President Donald Trump has called the allegations against him as ‘ridiculous’ and a ‘witch hunt’. (AP: Pablo Martinez Monsivais)
A second whistleblower has come forward with information about US President Donald Trump’s dealings with Ukraine, a lawyer says.
- Lawyer says the second whistleblower has been interviewed by the intelligence community’s internal watchdog
- Second whistleblower hasn’t filed an official complaint
- Secretary of State says his department will follow the law in terms of the impeachment investigation
Mark Zaid, who represents the original whistleblower whose complaint has triggered the impeachment inquiry, said the second whistleblower also worked in intelligence and had “firsthand knowledge that supported” the original accusations.
The original whistleblower complained that Mr Trump was “using the power of his office to solicit interference from a foreign country” in the 2020 US election.
But Mr Trump and his supporters have rejected the accusations that he did anything improper.
Mr Zaid said the second whistleblower had spoken to the intelligence community’s internal watchdog, but had not filed a complaint with the inspector general.
Mr Trump had asked for an investigation into Joe Biden, his Democratic rival, in a July 25 phone call with new Ukrainian President Volodymyr Zelenskiy, at a time when millions of dollars in US military assistance to the country was being held up.
During the July phone call, Mr Trump said there had been “a lot of talk” that Mr Biden had shut down a Ukrainian investigation into a company where his son worked.
“There’s a lot of talk about Biden’s son, that Biden stopped the prosecution and a lot of people want to find out about that so whatever you can do with the Attorney-General would be great,” Mr Trump said in the call with President Volodymyr Zelenskiy, according to the summary provided by the US Justice Department.
“Biden went around bragging that he stopped the prosecution so if you can look into it … It sounds horrible to me,” he said, according to the memo.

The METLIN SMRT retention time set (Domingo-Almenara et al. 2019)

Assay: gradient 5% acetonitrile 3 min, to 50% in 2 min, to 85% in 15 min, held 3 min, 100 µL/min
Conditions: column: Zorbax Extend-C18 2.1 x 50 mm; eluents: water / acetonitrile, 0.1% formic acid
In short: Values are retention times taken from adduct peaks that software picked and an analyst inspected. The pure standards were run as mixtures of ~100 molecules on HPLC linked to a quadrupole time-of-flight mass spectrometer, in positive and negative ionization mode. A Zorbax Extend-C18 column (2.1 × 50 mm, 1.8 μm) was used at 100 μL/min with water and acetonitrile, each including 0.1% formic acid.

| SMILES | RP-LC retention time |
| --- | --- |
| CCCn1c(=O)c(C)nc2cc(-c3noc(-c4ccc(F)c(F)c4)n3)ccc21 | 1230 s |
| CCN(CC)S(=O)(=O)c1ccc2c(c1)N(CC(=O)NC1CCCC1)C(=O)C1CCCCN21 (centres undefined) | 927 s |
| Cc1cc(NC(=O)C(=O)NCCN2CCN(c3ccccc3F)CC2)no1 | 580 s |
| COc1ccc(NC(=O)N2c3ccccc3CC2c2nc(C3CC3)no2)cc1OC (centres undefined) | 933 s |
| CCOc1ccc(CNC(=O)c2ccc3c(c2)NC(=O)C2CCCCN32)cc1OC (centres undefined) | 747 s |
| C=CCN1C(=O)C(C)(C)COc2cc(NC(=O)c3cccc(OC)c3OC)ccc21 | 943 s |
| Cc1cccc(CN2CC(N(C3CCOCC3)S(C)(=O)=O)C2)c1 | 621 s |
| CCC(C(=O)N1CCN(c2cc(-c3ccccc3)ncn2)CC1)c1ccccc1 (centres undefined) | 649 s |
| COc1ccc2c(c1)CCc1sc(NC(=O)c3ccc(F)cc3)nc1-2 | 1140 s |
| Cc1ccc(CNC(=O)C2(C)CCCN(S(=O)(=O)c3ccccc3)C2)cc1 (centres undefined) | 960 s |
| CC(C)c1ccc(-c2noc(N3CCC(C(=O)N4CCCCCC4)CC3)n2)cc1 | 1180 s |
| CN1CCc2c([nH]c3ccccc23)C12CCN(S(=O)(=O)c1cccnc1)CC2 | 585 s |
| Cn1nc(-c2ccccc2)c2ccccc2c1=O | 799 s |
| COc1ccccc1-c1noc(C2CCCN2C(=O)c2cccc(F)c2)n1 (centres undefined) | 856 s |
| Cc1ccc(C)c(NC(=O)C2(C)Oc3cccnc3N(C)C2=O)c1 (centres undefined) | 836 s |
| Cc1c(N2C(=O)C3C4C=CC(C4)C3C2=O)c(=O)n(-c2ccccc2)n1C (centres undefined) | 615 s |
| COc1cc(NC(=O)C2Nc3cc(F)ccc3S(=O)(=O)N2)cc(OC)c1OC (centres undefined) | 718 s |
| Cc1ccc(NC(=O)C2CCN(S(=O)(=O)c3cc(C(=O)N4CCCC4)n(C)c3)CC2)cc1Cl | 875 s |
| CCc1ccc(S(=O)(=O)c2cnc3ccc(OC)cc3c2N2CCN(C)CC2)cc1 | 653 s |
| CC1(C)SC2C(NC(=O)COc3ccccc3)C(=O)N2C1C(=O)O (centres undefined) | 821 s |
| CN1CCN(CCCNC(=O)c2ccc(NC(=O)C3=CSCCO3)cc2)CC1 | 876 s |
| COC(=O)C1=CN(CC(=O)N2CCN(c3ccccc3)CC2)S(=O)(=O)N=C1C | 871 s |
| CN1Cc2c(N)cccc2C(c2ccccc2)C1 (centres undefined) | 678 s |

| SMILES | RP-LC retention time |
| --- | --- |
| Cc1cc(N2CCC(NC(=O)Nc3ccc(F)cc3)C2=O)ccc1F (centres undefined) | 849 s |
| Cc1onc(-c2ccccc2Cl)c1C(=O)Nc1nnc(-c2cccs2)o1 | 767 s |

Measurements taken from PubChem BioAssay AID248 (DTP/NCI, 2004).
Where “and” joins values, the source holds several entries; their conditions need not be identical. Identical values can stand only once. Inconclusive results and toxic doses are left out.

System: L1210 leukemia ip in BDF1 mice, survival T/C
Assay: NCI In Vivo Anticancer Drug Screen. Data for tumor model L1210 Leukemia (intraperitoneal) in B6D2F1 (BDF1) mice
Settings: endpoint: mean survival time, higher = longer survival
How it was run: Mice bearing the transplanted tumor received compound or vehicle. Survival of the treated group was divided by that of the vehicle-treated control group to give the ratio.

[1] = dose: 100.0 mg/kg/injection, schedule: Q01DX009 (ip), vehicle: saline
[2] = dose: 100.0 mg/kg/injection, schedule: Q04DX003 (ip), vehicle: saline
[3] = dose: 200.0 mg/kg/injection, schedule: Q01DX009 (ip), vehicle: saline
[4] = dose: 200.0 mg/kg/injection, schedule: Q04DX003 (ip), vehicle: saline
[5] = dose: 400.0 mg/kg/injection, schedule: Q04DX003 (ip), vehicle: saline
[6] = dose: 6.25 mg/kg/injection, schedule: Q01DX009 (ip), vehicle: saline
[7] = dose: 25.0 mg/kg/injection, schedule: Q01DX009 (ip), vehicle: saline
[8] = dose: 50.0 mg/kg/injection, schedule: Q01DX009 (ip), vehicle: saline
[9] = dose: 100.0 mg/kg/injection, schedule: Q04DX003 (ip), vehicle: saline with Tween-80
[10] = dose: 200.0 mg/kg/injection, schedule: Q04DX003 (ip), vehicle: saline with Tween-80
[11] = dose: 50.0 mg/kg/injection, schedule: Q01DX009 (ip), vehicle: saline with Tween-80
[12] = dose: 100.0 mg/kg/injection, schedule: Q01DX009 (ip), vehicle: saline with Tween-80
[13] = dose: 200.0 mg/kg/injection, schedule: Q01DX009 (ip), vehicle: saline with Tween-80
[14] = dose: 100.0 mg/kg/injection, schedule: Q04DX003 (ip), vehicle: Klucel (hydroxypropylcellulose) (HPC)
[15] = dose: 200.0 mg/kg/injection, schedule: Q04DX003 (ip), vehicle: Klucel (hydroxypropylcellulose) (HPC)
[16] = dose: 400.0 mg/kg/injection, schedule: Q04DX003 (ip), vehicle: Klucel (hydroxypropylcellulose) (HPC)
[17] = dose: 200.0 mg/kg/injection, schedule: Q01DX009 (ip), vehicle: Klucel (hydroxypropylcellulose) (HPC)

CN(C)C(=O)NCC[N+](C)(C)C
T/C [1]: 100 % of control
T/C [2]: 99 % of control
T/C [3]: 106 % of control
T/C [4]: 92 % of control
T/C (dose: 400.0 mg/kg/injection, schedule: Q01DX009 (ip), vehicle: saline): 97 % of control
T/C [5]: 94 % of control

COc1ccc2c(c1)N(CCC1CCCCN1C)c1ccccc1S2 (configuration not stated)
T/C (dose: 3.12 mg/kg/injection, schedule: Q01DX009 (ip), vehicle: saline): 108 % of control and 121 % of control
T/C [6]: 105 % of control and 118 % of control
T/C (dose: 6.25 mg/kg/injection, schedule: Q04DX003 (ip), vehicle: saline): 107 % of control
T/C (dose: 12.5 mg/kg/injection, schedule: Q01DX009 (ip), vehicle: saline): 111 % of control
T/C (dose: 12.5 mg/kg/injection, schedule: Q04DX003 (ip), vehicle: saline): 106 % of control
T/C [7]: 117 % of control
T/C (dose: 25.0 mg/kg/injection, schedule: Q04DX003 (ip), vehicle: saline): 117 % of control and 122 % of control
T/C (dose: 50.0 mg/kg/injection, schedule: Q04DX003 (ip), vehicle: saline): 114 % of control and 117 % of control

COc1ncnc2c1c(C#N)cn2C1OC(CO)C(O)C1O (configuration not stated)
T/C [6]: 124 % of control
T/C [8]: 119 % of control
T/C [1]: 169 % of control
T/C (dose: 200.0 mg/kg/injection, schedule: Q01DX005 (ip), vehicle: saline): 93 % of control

Mr Trump said the inquiry would be “a favour”.
Mr Trump’s allegations have largely been debunked and there has been no evidence of illegal conduct or wrongdoing in Ukraine by the Bidens.
The call occurred after Mr Trump had ordered the US Government to freeze about $391 million in American aid to Ukraine.
Mr Trump said he froze the aid to Ukraine because he wanted to “see other countries helping Ukraine also, not just us.”
In his first press conference since the transcript was released, Mr Trump called the whistleblower’s allegations a “big hoax” and a “witch hunt” and said he expects full transparency over the complaint.
“The so-called whistleblower, the one that didn’t have any first-class or first-rate or second-tier information from what I understand. You’ll have to figure that out for yourself,” Mr Trump said.
“I didn’t threaten anybody … I didn’t do it,” he told reporters.
Last month, US House of Representatives Speaker Nancy Pelosi announced a formal investigation that could lead to impeachment proceedings against Mr Trump.
Meanwhile, Congressional committees carrying out the impeachment investigation have ordered the White House to turn over documents to support the probe.
Secretary of State Mike Pompeo said the State Department had yet to turn over any documents, but intended to follow a proper review.
He said the department sent a letter to Congress on Friday night as its initial response to the document request.
“We’ll obviously do all the things that we’re required to do by law,” Mr Pompeo said.
He is allowing Democrats to interview a series of department witnesses this coming week. Among them is Gordon Sondland, the US ambassador to the European Union, another key figure in the probe.
The Secretary of State has become a key figure in the Democrats’ investigation.
He was on the line during the July phone call in which Mr Trump pressed Ukraine’s president to investigate former Vice President Joe Biden and his son Hunter.
Mr Trump recently told reporters that China should also investigate Mr Biden, who is a frontrunner in the 2020 US Presidential race.
The administration has struggled to come up with a unified response to the quickly progressing investigation. Democrats have warned that defying their demands will in itself be considered “evidence of obstruction” and a potentially impeachable offense.